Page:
Movies Main
Movies-to-View
Movie Database
Trailer Database
 Close Screen 

 Close Screen 

Battle for Terra

Battle for Terra (2007) Movie Poster
  •  USA  •    •  85m  •    •  Directed by: Aristomenis Tsirbas.  •  Starring: Chad Allen, Rosanna Arquette, Bill Birch, Brooke Bloom, Tom Connolly, Brian Cox, David Cross, Beverly D'Angelo, James Devoti, Chris Evans, James Garner, Danny Glover, Mark Hamill.  •  Music by: Abel Korzeniowski.
     When the peaceful inhabitants of the planet Terra come under attack from humans in search of a new home, the friendship between a human pilot and an alien girl may hold the key to saving both races.

Trailers:

   Length:  Languages:  Subtitles:
 2:18
 0:56
 
 
 0:45
 
 

Review:

Image from: Battle for Terra (2007)
Image from: Battle for Terra (2007)
Image from: Battle for Terra (2007)
Image from: Battle for Terra (2007)
Image from: Battle for Terra (2007)
Image from: Battle for Terra (2007)
Image from: Battle for Terra (2007)
Image from: Battle for Terra (2007)
Image from: Battle for Terra (2007)
Image from: Battle for Terra (2007)
Image from: Battle for Terra (2007)
Image from: Battle for Terra (2007)
Image from: Battle for Terra (2007)
Storywise, it doesn't hold up to the movies it borrows plot points from. As the story is basically every other "white man goes native" archetype, you'll know the entire movie scene-by-scene just by that description, however there are a few things about "Terra" that really bothered me:

1. The aliens are living in perfect harmony but are assaulted by humans for no reason. There's never any reason given why they would need to be abducted and studied, but that's what the humans do to them anyway.

2. The human fighter wildly changes size from scene to scene for the entire movie, to the point where it starts getting distracting.

3. For plot convenience's sake the pilot's personal Johnny 5 knows sperm lady's language and has a laser beam that can teach her human speak in a few seconds and knows how to build a working device for filtering out air from the native atmosphere, using clay and a plot convenience plant that the female lead gathers and assembles without any problem.

4. The human general (wisely I might add) takes control from the incompetent senate(?) which is unable to decide on the only course of action available at this point. This is supposed to be the cementing of the general's character as a power-hungry warmonger, but in the context of this movie he makes a lot of sense.

Also, we never get to know anything about the aliens, other than that they shun technology but are somehow innately adept at constructing advanced mechanical constructs out of clay and wood. They are completely peaceful yet keeps a fleet of advanced warships and highly trained military somehow completely hidden from their public. This standing army makes no sense since they're completely peaceful (as war is an almost foreign concept to the main female character), have no natural enemies and don't have any crime. However, it's explained away in one sentence later on by the elder saying something about learning from the past to not repeat it, or something along those lines. They can apparently fly, without wings or any other way of actually doing so. The planet has gravity, as the other creatures that we're shown need wings to fly and the buildings are designed with creatures in mind who walk on the ground. They can also hear without having any ears, which doesn't make any sense. It doesn't help that they use mouths with similar enough human-like vocal chords and sounds to replicate our language, simply by being zapped by magical language-teaching lasers.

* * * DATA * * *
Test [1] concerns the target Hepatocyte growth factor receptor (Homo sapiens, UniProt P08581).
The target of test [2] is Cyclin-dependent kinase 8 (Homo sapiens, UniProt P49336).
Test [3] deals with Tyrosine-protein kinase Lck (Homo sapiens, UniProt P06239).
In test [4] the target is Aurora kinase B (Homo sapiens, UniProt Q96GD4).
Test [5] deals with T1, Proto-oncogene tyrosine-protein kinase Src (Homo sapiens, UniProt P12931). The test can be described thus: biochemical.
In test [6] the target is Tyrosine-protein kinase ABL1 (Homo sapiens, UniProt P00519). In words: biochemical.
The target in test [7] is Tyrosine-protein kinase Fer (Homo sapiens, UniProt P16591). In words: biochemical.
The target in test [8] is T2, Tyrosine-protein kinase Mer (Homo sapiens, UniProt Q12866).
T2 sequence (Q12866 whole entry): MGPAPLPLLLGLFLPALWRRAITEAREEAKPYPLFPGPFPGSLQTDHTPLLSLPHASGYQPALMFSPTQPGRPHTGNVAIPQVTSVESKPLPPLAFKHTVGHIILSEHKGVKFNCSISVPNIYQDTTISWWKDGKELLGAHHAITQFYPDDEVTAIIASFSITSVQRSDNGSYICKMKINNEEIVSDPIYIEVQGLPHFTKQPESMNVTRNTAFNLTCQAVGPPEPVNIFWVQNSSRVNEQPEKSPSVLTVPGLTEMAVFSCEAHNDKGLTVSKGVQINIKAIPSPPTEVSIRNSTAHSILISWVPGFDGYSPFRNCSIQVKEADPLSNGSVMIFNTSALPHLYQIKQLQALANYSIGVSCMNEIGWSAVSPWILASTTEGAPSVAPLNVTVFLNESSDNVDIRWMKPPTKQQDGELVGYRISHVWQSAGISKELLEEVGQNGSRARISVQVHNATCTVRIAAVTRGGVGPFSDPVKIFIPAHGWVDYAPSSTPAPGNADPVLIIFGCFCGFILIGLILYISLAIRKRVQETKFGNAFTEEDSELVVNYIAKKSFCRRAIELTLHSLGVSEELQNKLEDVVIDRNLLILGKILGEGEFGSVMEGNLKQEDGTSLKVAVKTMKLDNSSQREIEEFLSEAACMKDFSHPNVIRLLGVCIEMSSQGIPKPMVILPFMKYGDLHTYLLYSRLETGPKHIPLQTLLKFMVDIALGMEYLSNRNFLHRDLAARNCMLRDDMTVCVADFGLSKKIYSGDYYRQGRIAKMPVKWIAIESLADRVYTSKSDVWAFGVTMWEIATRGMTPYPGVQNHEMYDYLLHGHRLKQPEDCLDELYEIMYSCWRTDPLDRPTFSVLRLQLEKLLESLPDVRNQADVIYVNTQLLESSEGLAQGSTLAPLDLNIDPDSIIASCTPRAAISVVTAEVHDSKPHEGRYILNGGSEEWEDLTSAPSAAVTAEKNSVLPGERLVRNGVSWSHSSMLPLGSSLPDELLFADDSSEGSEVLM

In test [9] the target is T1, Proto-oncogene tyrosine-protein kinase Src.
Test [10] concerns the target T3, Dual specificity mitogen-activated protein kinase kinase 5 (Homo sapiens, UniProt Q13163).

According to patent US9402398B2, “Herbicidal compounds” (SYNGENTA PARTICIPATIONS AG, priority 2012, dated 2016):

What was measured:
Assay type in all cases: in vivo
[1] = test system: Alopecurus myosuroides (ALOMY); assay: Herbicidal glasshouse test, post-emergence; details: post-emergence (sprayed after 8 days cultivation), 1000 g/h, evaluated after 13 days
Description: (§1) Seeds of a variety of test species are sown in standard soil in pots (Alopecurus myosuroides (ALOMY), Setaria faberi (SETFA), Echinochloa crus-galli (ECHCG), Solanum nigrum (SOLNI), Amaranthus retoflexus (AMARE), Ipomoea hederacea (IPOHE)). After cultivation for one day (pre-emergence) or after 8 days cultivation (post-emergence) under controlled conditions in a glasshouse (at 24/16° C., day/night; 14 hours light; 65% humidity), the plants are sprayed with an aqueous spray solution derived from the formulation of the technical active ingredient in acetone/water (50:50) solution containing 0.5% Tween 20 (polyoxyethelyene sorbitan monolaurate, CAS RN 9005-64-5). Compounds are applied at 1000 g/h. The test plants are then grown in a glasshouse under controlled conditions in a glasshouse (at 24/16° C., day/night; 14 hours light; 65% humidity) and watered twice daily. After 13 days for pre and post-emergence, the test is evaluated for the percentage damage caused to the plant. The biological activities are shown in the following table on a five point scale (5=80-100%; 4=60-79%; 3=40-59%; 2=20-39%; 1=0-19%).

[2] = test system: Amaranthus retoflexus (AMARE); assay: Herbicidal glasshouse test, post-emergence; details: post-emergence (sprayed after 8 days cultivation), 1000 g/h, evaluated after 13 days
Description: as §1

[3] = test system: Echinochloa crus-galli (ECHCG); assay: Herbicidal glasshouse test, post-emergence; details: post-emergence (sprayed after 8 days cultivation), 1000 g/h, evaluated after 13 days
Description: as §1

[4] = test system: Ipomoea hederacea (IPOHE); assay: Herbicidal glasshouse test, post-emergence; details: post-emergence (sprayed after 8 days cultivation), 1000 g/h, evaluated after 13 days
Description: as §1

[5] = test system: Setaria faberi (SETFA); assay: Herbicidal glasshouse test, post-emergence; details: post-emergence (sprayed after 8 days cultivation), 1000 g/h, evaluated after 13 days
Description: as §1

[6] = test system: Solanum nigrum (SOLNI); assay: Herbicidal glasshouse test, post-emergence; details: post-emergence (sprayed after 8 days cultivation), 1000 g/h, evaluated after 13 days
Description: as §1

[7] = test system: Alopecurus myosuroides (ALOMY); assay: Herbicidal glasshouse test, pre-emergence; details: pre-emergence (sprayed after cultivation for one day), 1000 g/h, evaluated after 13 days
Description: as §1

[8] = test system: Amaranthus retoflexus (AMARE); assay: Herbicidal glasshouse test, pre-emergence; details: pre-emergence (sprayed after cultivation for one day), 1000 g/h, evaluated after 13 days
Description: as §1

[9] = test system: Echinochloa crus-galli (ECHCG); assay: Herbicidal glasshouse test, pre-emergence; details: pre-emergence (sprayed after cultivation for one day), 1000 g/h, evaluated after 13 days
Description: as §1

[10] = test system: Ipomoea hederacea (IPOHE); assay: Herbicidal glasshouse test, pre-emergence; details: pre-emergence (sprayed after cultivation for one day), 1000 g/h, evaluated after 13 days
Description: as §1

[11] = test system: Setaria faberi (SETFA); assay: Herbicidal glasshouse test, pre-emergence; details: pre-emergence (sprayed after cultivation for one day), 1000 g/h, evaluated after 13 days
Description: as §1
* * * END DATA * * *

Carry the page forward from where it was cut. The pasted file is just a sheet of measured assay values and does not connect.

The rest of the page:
As for the humans, they need the planet in order to survive as a species, as they've run out of time with their colony ship falling apart and their air supply failing fast. We're told they've got weeks to go before they asphyxiate, and that it would take seven days for the terraformer to make the planet's atmosphere breathable for humans. This is where the supposed dilemma for the main character in all of these movies comes is presented for the viewers. However, unlike films like FernGully, where the humans cut down rain forest for profit, or Avatar where they killed natives for unobtanium, here we are just trying to survive. So, our hero betrays THE ENTIRE HUMAN RACE and fires his missiles on the terraformer, murdering his commanding officer and a staff of completely innocent human beings, assuring the destruction of all humans, everywhere. Oh, but that doesn't happen, as now all of a sudden the human race doesn't need the terraformer, and the entire plot of the movie has been changed to try and not make its main character that much of a genocidal race traitor. Now everything is great because of his high treason, and not only do the humans live in harmony with the sperm people, they magically found a way to instantly construct an atmosphere shield. And as a final middle finger to the viewer we pan over a statue of the arch traitor himself.

I don't get that. I don't understand why anyone would root for the non-humans when given the choice between humans or not. This isn't an analogy for real life intolerance, this isn't the white man holding everyone else down, it's just another "hate the humans"-flick. Personally, I don't care if the sperm people were there first, if every single one of them is a Gandhi sperm with a deep connection to nature. I'll stick with the survival of my race, thank you very much.

I would not recommend this movie to any demographic as there are many more, better films out there with the EXACT same story and characters and setting and dialogue, only with better execution.


Review by Tobias Lovgren from the Internet Movie Database.